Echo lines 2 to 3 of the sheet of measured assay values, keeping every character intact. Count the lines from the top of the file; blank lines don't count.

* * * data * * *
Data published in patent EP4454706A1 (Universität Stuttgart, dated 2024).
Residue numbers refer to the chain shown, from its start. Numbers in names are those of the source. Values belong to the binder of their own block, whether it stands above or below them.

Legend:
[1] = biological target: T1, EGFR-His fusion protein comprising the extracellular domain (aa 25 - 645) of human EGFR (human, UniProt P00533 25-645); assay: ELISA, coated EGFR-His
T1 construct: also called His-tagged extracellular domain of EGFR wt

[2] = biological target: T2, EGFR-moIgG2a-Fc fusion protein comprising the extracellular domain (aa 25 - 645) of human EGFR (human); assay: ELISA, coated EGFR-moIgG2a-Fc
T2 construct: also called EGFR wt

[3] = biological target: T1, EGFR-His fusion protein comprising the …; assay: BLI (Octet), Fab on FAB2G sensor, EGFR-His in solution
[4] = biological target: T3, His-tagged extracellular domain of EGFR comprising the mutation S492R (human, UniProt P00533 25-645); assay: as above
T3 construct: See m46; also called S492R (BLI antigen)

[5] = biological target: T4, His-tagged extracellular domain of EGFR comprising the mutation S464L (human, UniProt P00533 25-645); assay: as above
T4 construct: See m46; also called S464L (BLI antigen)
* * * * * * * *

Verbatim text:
Residue numbers refer to the chain shown, from its start. Numbers in names are those of the source. Values belong to the binder of their own block, whether it stands above or below them.

Legend: